Liverpool are European champions and won 17 of their 19 home games in the league last season, conceding only 10 goals, but Pukki has been counting down the days.

"It's the best game to start with. A lot of my family follow Liverpool, including my dad Tero and my uncle. In Finland I would say Liverpool is the biggest team, it started in the 1980s with the games on the TV. And then obviously they have had two Finland legends in Jari Litmanen and Sami Hyppia," he says. "I want to test myself against the best and this will be the ideal way to see what this season is going to be about.

"Of course, I hope I can score as many again, but the Premier League is far tougher than the Championship. We think we can surprise people this year. A lot of people won't know much about us but we are confident."

It has been a capricious yet rewarding route for Pukki from his childhood in the Finnish city of Kotka, on the coast of the Baltic Sea, to the pizzazz of the Premier League. At 18 he was playing for local club KTP when he was spotted by scouts from Seville and offered a life-changing move to Spain. Pukki reflects on his time there fondly, but it was not easy. "I was a teenager and it was probably too big a move for me. I was living away from home at a young age and the weather in Seville was obviously a lot warmer than I was used to in Finland. It was so hot and I didn't have air conditioning for the first few weeks in my apartment," he says.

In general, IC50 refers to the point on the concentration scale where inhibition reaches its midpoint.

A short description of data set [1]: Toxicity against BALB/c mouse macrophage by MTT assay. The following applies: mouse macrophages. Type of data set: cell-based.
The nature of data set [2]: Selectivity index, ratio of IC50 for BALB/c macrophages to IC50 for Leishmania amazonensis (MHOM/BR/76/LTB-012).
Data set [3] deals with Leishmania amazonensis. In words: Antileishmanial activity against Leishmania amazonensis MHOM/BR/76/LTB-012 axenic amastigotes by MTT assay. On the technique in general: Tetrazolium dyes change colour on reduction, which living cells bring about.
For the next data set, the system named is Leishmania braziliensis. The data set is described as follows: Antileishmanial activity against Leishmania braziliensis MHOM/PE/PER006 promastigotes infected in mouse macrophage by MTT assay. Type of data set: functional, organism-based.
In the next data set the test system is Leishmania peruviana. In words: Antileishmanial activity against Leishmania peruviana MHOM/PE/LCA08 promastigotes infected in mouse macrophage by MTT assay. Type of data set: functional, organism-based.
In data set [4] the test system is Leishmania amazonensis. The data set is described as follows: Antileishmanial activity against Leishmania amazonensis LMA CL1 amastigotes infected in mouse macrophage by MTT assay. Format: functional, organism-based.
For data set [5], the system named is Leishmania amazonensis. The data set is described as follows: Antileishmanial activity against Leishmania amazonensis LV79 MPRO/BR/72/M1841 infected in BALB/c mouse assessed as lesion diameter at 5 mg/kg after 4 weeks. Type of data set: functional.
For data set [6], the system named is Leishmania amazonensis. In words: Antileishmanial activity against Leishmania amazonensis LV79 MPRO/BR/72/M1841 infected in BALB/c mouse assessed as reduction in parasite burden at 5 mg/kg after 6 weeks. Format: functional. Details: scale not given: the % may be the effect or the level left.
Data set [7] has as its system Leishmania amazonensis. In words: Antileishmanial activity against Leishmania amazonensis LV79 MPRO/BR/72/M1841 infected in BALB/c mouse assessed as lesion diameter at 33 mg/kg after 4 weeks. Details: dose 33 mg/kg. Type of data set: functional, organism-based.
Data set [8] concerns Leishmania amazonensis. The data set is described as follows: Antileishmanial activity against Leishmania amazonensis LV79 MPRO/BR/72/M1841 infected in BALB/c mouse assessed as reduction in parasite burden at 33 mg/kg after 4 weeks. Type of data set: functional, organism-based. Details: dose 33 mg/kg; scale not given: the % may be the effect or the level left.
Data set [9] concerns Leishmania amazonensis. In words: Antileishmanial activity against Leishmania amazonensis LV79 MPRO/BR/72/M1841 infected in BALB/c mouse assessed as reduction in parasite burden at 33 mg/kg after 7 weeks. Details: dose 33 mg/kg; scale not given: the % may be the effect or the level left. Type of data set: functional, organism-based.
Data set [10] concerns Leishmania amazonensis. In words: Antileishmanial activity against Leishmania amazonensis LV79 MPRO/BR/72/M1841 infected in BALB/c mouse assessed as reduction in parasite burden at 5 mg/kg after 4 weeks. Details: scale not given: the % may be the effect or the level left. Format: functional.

"My mum [Teija] took one year off from work to come and live with me. That was really helpful but I was still struggling with the language. As a young guy I was really shy, more shy than I am now. To live abroad you have to grow up quickly. It was very tough and ultimately didn't work out in the end, but I wouldn't change it."

After making just one appearance for Seville's first team in two years, he returned to Finland to play for HJK Helsinki and effectively rebuild his reputation. The Pukki tour of Europe was then restarted with a move to the Bundesliga with Schalke, where he faced Klopp during his spell at Borussia Dortmund.

Schalke was followed by a high-profile switch to Celtic in 2013, where he struggled under manager Neil Lennon. "It didn't go as I planned, and they expected me to score a lot more goals," he says. "If I was there now I would definitely do better. The last four years have changed me a lot as a football player. The Celtic experience helped me to get where I am now."